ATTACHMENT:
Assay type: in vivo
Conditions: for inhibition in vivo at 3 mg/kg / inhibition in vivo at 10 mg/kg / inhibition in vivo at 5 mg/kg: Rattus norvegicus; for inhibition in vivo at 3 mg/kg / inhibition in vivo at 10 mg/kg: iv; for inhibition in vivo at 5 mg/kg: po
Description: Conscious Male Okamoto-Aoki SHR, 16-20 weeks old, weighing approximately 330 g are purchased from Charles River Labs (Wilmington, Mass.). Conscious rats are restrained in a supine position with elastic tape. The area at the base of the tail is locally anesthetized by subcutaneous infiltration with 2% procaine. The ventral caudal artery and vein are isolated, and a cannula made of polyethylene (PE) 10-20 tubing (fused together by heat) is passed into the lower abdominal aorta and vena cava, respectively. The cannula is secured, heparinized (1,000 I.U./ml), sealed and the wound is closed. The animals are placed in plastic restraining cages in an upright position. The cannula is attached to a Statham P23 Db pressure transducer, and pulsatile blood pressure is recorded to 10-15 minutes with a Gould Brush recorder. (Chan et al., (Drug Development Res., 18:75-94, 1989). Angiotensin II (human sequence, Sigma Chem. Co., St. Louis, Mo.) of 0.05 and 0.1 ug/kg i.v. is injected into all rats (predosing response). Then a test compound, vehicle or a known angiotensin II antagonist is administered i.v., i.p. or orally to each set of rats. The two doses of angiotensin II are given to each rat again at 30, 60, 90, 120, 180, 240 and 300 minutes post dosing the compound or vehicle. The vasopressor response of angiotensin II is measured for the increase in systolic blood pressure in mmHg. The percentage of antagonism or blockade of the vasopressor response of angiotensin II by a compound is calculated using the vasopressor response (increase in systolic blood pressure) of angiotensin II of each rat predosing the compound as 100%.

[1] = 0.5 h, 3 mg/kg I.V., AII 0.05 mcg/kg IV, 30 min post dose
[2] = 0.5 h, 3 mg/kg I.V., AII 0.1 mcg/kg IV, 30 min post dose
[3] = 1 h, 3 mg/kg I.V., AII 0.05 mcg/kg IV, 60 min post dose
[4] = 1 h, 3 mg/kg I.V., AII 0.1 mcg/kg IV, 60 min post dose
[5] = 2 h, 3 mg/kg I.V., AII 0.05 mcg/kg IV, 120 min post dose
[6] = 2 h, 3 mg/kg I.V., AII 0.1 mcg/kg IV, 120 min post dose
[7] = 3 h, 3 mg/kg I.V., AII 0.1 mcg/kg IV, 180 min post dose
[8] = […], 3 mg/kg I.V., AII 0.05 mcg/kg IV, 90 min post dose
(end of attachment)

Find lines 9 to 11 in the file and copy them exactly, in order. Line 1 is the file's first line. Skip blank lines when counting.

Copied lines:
[6] = 2 h, 3 mg/kg I.V., AII 0.1 mcg/kg IV, 120 min post dose
[7] = 3 h, 3 mg/kg I.V., AII 0.1 mcg/kg IV, 180 min post dose
[8] = […], 3 mg/kg I.V., AII 0.05 mcg/kg IV, 90 min post dose